How do you know that? When I looked at a couple of sources online, that distinction was not made. Each word has quite a few definitions. For instance, on Wordreference:
se lever: stand up, rise, get to your feet, arise, get up, get out of bed, etc.
se relever: pick yourself up, get back on your feet (again), go up, rise, pick yourself up again, etc.
Larousse, the French definition for se relever, has:
Se remettre debout, sur ses pieds : Aider une personne âgée à se relever.
Sortir de nouveau du lit : Se relever plusieurs fois par nuit.
Sortir d'une situation fâcheuse ou pénible, évoluer vers un état normal, satisfaisant : Pays qui se relève de ses ruines.
Here perhaps the first definition is the closest to what you refer to, as the second is about getting out of bed again and the third is about recovering. But it almost sounds like se relever indicates some sort of real effort, and funny the example also uses the example of helping an old person get back on his feet.
I'm sure the Larousse and Wordreference additional meanings are also true. My answer was based on a) asking my French teacher in my french course (who is also a high school french teacher in Quebec teaching grammar to native french speakers, so I think quite reliable :) ) and b) asking friends who are native french speakers who agreed that those two meanings are the usual meanings in day to day french.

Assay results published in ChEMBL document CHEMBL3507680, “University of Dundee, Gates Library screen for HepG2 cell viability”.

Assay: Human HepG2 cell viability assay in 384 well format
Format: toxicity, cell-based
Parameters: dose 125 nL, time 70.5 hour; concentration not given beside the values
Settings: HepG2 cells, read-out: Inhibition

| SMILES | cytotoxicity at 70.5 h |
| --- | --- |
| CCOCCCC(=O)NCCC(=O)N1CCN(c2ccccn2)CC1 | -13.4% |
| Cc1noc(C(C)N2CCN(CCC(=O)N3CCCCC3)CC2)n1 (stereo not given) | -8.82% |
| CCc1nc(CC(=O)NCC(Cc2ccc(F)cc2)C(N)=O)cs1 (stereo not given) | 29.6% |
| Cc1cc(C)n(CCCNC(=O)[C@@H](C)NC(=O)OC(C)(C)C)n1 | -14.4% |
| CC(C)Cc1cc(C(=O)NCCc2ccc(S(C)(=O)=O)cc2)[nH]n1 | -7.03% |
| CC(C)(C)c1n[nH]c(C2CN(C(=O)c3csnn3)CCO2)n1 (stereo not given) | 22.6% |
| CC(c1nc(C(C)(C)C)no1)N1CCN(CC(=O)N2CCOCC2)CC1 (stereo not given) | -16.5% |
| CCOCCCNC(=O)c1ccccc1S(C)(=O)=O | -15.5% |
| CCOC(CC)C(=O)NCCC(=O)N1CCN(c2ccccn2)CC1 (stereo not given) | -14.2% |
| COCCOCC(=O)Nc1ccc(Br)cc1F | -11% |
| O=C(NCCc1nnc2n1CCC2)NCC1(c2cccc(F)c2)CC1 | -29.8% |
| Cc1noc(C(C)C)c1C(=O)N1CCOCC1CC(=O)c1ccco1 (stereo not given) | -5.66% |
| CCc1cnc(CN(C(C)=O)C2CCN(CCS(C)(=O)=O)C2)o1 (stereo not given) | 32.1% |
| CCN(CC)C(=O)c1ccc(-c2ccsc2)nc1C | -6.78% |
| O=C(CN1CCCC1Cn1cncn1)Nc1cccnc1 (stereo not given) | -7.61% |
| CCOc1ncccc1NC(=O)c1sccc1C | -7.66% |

Things are never that simple: http://www.merriam-webster.com/dictionary/alright
This being a "learn French" course (and not a "learn English" one), I'm inclined to think that very common but informal English words should be accepted. It's clear the user was correctly translating the meaning of the French word, there's no need to punish perceived poor-English here.
It seems that there used to be a system where you would have a couple of hearts at the beginning of a lesson (or revision, I don't know since I've been on Duo for shorter time than you have) and you would lose one for each wrong answer. I assume that after you have lost all of them you had to redo that lesson, but that's just a guess.
Ok, that's good. But I was thinking more figuratively, when I say a set back, it could be an illness but it could also be some other misfortune, losing your job for example. In English you can say 'You'll be back on your feet in no time' meaning in general, you'll be feeling better, life will have improved, to return to a state of happy times or prosperity or whatever.....thanks again!!